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The goal of this article is to provide accurate information to common misconceptions about what’s required to run a successful Internet remarketing program for repossessed and off-lease collateral. For background information on what Internet remarketing is, please read our previous article, Internet Remarketing Goes Mainstream.
Following are straight answers to three of the most frequently encountered misconceptions about Internet remarketing of repos and off-lease vehicles, including storage of vehicles, potential liability and dealer license requirements.
Myth Number One -- My CU has nowhere to store vehicles while my members bid on them
Storage of even one vehicle can indeed be a challenge, particularly for credit unions located in congested urban areas where parking carries a premium price. However, for most credit unions, storage is not as much of a challenge as it may first appear.
Most credit unions with a successful Internet remarketing program store only a fraction of the total vehicles they repossess. (Many recovered vehicles are in poor mechanical and cosmetic condition and, therefore, are poor candidates for Internet retailing.) So even a fairly large credit union recovering 30 vehicles a month may need to temporarily store only 10 of those vehicles.
In addition, the length of time that vehicles need to be stored is relatively short. TitleAuctions coaches its credit unions to conduct 10-day competitive-bid auctions, and then reassess whether the vehicle should be retailed or wholesaled.
Considering that only a handful of vehicles will need to be stored for a relatively short period of time, most credit unions running retailing programs tend to set aside a few branch parking lot spaces for recovered vehicles, or they strike a deal with their recovery agent for short-term storage, or make a deal with a local storage lot.
Myth Number Two -- My CU will be liable for the vehicles it sells to members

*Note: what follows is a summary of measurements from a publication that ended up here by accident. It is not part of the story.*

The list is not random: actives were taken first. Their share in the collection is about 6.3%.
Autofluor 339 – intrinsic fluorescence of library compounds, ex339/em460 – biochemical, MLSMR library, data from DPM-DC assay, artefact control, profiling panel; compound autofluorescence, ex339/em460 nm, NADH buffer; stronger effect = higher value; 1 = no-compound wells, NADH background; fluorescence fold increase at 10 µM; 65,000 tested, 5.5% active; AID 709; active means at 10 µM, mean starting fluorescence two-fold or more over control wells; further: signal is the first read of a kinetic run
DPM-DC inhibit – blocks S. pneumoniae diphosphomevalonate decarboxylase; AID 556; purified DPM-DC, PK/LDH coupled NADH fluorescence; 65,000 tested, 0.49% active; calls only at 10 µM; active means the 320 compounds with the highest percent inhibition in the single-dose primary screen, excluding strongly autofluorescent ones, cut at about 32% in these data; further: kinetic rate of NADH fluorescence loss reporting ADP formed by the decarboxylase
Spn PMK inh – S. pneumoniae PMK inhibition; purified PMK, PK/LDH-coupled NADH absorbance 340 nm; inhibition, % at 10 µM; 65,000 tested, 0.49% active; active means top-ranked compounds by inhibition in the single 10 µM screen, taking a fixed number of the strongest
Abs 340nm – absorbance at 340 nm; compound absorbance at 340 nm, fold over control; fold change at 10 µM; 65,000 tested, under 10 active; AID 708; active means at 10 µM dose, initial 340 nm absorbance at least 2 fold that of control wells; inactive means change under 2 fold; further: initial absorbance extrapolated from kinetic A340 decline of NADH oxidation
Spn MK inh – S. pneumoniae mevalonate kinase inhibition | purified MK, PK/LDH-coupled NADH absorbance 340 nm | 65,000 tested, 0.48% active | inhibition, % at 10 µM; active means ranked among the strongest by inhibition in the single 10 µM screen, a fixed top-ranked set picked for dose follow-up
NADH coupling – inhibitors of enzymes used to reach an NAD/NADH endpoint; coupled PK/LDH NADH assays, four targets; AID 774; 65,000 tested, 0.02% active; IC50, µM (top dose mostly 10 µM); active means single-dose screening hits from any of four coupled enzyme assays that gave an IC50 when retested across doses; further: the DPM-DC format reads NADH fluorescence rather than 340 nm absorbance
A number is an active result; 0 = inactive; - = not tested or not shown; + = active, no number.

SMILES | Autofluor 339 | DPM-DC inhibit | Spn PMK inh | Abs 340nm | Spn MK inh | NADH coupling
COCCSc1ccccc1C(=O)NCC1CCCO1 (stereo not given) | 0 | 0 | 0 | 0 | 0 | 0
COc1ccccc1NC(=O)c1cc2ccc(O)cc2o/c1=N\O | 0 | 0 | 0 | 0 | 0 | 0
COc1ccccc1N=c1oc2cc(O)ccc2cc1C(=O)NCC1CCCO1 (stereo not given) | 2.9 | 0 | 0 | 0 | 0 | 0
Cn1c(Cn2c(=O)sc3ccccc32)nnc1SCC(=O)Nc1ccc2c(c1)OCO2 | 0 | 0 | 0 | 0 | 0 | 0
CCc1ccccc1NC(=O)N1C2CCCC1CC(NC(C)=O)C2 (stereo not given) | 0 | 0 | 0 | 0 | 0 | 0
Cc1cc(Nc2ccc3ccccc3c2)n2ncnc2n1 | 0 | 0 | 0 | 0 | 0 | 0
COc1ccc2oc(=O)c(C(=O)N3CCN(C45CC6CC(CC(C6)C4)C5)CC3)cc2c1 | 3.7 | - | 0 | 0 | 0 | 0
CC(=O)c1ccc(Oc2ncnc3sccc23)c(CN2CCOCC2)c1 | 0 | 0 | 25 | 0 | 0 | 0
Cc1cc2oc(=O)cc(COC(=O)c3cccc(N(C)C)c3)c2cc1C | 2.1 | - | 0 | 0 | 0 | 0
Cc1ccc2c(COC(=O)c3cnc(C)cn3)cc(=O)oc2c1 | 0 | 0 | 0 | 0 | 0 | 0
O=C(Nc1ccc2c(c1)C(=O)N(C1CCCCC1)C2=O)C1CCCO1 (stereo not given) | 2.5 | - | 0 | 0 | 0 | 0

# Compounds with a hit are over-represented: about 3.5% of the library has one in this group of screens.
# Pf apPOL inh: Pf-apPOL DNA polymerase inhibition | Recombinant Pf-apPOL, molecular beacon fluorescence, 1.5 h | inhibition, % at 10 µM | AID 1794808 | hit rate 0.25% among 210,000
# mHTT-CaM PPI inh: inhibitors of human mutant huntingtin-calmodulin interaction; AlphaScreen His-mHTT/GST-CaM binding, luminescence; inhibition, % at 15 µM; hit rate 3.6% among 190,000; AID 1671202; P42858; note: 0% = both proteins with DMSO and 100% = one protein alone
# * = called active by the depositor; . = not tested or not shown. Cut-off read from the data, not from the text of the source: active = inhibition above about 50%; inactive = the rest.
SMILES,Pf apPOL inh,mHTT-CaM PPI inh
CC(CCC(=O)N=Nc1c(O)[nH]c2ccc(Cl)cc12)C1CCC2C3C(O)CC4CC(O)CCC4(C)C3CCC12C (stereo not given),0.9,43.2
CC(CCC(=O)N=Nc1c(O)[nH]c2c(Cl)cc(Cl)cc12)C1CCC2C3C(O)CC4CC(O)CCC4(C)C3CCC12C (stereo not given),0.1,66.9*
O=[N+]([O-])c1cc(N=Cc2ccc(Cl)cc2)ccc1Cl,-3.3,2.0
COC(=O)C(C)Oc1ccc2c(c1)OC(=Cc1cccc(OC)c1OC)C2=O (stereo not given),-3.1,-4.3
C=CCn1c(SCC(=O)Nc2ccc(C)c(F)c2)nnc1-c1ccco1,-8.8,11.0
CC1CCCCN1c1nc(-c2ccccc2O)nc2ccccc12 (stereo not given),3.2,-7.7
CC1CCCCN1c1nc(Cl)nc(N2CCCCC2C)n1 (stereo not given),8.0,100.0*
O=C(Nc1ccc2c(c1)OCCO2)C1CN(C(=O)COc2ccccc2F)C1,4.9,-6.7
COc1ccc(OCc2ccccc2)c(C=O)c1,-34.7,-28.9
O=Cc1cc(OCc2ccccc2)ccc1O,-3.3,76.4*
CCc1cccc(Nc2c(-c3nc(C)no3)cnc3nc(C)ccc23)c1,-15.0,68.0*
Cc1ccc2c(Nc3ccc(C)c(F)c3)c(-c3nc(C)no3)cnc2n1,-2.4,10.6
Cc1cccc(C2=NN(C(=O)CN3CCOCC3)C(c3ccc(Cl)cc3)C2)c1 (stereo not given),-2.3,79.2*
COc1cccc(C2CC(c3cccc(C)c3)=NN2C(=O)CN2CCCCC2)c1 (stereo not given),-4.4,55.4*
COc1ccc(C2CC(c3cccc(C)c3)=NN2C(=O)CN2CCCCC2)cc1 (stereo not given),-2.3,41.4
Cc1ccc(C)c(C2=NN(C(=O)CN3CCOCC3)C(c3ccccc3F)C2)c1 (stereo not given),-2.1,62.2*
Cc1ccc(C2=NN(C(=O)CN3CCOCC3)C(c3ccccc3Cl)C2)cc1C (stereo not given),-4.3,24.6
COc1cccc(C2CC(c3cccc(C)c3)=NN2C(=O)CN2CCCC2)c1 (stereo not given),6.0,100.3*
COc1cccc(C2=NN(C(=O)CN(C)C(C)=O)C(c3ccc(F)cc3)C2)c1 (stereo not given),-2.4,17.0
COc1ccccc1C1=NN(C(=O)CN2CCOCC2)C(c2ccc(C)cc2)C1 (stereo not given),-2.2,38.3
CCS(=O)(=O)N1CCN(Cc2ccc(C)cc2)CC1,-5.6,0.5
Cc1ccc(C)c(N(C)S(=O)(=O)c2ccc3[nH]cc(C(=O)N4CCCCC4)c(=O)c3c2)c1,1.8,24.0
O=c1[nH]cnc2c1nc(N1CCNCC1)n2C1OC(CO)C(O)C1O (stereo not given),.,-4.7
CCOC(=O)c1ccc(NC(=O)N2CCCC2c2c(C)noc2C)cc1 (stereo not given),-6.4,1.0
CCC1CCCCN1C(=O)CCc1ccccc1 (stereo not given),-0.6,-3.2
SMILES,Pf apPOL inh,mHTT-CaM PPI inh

This point is critical: Any private party, auto dealer, or lender that sells a vehicle is accountable to disclose any problems it is aware of with the vehicle. If a person or entity knowingly withholds negative information about a vehicle, that person or entity could indeed be held liable.
However, the idea that a credit union should never remarket its own repossessions for fear of potential legal liability is false.
A simple, low-cost safety inspection by a certified mechanic, along with full written disclosure of what’s discovered in the inspection (a copy of the inspection report, for example) is an easy first step toward mitigating potential credit union liability. Couple the inspection report with a robust written As Is Where Is disclaimer signed by the buyer, and the potential for credit union liability becomes a negligible concern.
Myth Number Three -- My CU will have to acquire an auto dealer license
In most states lenders are protected from having to be licensed auto dealers when they are attempting to recover a deficiency balance on vehicles in which they have a lien interest. That holds true whether the lender is retailing one or one hundred vehicles.
However, there are some notable exceptions. The State of Colorado, for example, allows lenders to retail only 12 vehicles per year before having to be licensed as an auto dealer.
A brief phone call to the licensing division of your state’s Motor Vehicles Bureau or DMV will quickly clear up the question.
There’s some misinformation floating around the credit union movement about repo remarketing in general. The potential benefits to your credit union of an Internet remarketing program are well worth a little independent research into the facts. Furthermore, there are a number of well-qualified vendors that can assist you, including TitleAuctions, CU AutoNet, and others.
TitleAuctions Inc. powers CUAuctions™, a suite of retail, wholesale and member vehicle remarketing tools, as well as training and support, exclusively designed for the unique needs of the credit union movement. Currently serving 58 credit unions nationwide, TitleAuctions’ credit union clients enjoy average sale prices $2,100 per vehicle higher than traditional remarketing channels, as well as new loan and insurance revenue, and increased Web site traffic. For more information, go to www.titleauctions.com, or contact Mark Coleman via email at firstname.lastname@example.org.
About CU AutoNet
June 20, 2005
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